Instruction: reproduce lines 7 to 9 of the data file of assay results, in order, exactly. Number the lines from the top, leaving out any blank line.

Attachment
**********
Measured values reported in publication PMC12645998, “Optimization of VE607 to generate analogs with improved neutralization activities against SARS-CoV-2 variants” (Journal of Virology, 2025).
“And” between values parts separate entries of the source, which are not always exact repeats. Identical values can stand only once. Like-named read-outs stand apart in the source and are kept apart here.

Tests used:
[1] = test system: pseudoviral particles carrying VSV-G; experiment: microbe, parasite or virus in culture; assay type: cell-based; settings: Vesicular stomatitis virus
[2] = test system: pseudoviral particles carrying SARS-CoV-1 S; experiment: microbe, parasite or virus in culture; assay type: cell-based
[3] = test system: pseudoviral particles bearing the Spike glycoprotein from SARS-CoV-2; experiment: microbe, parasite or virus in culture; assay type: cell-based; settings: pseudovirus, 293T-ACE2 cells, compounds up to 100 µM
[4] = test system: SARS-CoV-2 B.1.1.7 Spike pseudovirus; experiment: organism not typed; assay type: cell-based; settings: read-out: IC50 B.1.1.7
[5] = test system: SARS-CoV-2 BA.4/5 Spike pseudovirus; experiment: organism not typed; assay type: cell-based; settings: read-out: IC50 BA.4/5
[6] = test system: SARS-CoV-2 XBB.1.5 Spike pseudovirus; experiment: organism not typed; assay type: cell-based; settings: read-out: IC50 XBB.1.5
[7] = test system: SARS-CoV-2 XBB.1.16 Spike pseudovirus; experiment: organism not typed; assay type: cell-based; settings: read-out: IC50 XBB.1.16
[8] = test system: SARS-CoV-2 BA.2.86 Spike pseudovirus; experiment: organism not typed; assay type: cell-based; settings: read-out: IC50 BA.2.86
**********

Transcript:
[4] = test system: SARS-CoV-2 B.1.1.7 Spike pseudovirus; experiment: organism not typed; assay type: cell-based; settings: read-out: IC50 B.1.1.7
[5] = test system: SARS-CoV-2 BA.4/5 Spike pseudovirus; experiment: organism not typed; assay type: cell-based; settings: read-out: IC50 BA.4/5
[6] = test system: SARS-CoV-2 XBB.1.5 Spike pseudovirus; experiment: organism not typed; assay type: cell-based; settings: read-out: IC50 XBB.1.5